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Scott 31

Hawaii's first perforated stamp was the 2 orange red Kamehameha IV, issued in June, 1864. It is known used by August, 1864. There were seven printings of this stamp by the NBNCo., the last being a small printing made in 1875 as an emergency measure to assure a continuing supply of 2 stamps while dies and plates of the 1875 Kalakaua brown stamp were being made. The seven printings vary in shade and paper. The gum of all seven printings was brownish or yellowish. A few of the orange-red stamps from the NBNCo. printings were still in stock in 1893 and were overprinted - an uncatalogued variety of Scott No. 65. A plate of fifty subjects arranged five across and ten down using Layout I was made for printing Scott No. 31. See Bank Note Plate Layouts.

When Hawaii and the United States put the 1870 Postal Convention into operation, effective July 1, 1870, Hawaiians needed 6 postage to send letters to the United States. (See Mail Rates Convention Period) However, Hawaii had no supply of 6 stamps and none would arrive until February, 1871. Meanwhile, people could use three of the 2 Scott 31 stamps (or six for a double rate letter). When it appeared the Post Office might exhaust its supply of 2 stamps (needed for local and interisland letters), the Postmaster General authorized the use of a bisected 2 stamp with a 5 Scott No. 32 to pay the 6 rate. A bisect of Scott No. 31 used on cover is designated in the Scott Catalogue as Scott No. 31b. Eleven covers bearing Scott No. 31b are recorded postmarked during the period August 25, 1870 to March 2, 1871. (See Scott 31b Covers) Several examples are known of Scott No. 31b on a piece with a Scott No. 32.

In 1887, the post office placed with the American Bank Note Company (successor to the National Banki Note Company) the first of three orders for small printings of the 2c Kamehameha IV stamps. To fulfill this order, the ABNCo. used the old NBNCo. plate. Specialists find evidence of retouching or acid washing in the eyes and in the beard, but only some of the plate positions were retouched. Also, the new stamps were printed in a vermilion color, entirely lacking the orange of the old NBNCo. printings. Vermilion 2 Kamehameha IV stamps constitute a re-issue and are assigned Scott No. 31a in the Scott Catalogue. (See Comparison of Scott Nos. 31 and 31a) Scott No. 31a was intended for sales to stamp collectors and dealers. Apart from retouching or acid washing the old plate, the ABNCo. added its own monogram to the sides of the plate and it appears in the selvage of each sheet alongside two positions. (See Layout of the Monogram)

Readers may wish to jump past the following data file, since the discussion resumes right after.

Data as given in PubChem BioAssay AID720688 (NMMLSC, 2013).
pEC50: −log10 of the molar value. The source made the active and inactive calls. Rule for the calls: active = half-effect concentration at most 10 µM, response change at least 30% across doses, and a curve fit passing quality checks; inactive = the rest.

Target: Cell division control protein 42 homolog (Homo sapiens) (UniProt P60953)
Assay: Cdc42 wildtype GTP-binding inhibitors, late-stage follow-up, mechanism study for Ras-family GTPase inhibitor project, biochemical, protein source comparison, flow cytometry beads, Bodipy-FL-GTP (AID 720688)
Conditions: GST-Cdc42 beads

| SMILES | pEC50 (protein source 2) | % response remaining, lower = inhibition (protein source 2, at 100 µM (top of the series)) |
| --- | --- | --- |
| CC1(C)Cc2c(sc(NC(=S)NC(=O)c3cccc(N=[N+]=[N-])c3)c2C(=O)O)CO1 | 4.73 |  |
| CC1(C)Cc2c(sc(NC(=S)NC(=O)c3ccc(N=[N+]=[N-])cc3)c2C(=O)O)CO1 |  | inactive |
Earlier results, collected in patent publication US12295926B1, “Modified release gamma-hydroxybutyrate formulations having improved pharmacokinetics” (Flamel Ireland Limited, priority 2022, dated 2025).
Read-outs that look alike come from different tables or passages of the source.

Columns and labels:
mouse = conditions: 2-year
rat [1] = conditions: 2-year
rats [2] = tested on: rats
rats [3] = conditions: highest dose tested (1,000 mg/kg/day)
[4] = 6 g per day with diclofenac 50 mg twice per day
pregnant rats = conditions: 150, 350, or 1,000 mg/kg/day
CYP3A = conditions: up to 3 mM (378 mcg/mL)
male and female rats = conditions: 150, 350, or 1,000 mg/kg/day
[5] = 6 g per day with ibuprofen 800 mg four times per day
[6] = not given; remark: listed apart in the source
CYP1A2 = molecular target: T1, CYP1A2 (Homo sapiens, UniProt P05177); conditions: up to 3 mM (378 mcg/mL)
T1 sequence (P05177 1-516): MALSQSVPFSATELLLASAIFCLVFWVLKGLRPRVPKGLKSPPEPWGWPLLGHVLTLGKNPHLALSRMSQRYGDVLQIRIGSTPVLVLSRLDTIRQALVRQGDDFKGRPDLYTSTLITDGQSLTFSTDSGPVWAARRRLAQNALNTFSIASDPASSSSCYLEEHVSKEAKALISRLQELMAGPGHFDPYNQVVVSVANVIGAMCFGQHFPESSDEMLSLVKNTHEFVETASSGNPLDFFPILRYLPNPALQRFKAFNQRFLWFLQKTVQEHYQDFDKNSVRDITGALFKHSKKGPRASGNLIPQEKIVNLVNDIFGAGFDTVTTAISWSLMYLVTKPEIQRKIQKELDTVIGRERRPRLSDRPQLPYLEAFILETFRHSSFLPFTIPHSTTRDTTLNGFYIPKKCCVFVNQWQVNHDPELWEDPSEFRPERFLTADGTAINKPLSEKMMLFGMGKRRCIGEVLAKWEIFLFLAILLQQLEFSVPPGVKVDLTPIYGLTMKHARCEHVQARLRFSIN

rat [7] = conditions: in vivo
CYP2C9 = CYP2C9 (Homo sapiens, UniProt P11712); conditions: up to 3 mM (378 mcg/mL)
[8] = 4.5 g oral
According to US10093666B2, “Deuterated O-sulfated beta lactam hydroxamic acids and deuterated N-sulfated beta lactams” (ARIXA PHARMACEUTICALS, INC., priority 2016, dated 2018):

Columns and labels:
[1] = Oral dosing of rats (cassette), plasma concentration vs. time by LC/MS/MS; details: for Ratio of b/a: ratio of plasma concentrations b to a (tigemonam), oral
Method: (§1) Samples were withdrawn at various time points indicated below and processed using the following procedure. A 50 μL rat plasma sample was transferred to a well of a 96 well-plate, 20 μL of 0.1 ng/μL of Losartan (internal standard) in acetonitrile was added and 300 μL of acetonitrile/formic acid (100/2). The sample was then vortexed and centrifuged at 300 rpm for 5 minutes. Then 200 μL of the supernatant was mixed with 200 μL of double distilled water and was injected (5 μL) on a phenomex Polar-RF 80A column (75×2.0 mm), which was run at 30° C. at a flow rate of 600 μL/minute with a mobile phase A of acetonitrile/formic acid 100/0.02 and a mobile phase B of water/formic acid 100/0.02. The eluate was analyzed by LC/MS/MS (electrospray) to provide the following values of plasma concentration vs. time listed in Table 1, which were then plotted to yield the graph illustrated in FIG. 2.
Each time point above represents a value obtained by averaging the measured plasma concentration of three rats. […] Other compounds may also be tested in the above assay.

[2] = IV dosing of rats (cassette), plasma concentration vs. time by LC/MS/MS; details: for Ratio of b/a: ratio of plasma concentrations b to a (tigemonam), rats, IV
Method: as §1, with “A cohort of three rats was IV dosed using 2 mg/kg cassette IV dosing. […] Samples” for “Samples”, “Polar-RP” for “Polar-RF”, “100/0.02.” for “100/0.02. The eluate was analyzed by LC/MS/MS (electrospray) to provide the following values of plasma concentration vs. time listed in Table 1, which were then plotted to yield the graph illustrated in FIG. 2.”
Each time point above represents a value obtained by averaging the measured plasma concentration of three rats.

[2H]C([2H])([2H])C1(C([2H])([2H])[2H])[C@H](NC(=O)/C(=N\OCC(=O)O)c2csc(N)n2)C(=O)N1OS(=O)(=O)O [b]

For discussion of uses of Scott No. 31 on local and interisland mail.
For discussion of uses of Scott No. 31 on foreign mail in the Treaty Period.
For discussion of uses of Scott No. 31 on foreign mail in the Convention Period.

Gum of Scott 31a
Gum of Scott 31
Note the oval impression from the vignette shows through the hard paper


Areas of more intense color show the varying shades best. On Scott 31, the areas I use most are the top of the oval vignette and the ribbon ends on either side of the word "HAWAII" at the top.

Color comparisons of top grill and ribbon ends from the Seven Printings and from the 1887 ABNCo. vermilion re-issue (Scott No. 31a):

31a 1st color 600 31a 1st ribbon 600 First Printing, deep reddish copper shade
June, 1864; 250,000 stamps
31a 2nd color 600 31a_l2600 Second Printing, light orange
March, 1866; 100,000 stamps
31a 3rd color 600 31a 3rd ribbon 600 Third Printing, dark orange-red shade
January, 1867; 200,000 stamps
31a 4th color 600 31a 4th ribbon 600 Fourth Printing, medium orange-red
August, 1868; 330,000 stamps
31a 5th color 600 31a 5th ribbon 600 31a 4th and 5th paper 600
31 pelure paper
Fifth Printing, medium orange-red on thinner, slightly buff paper compared to other printings; some stamps are on pelure paper. Paper samples shown on left are: top - first printing, middle - 5th printing buff, bottom - back of translucent pelure paper stamp.
January, 1870; 555,000 stamps from which a small number of stamps were overprinted
31a 6th color 600 31a 6th ribbon 600 Sixth Printing, light orange-red
August, 1871; 600,000 stamps
31a 7th color 600 31a 7th ribbon 600 Seventh Printing, still lighter orange-red
April, 1875; 25,000 stamps
31 color 600 31 ribbon 600 ABNCo. vermilion, Scott No. 31a
April, 1887; 50,000 stamps
August, 1888; 12,500 stamps
October, 1890; 62,500 stamps from which 6,250 stamps were overprinted


31a proof vignette Die proof of incomplete vignette and details of shirt and cheek showing incomplete design compared to finished design
31a proof shirt 600 31a shirt 600 More highlight was added on the shirt
31a proof cheek 600 31a cheek 600 More highlight was added to the cheeks
31a trial color proof
31a plate proof

Green trial color proof

Orange red die proof


Misregistered (misperforated)

31a misperf

Misregistered (misperforated)

31a misperf-1

Marked Specimen

31a specimen

Specimen Overprint, probably used for exchanges with other postal authorities.
Overprints on the early NBNCo. stamps are of this large variety.

Marked Specimen

31 specimen

A smaller, unserifed style on No. 31a

Printing Freaks

31a wiped plate

Plate wiping effect on the left side of the stamp, and detail

Printing Freaks

31 offset

Offset impression printed on the back beneath the gum


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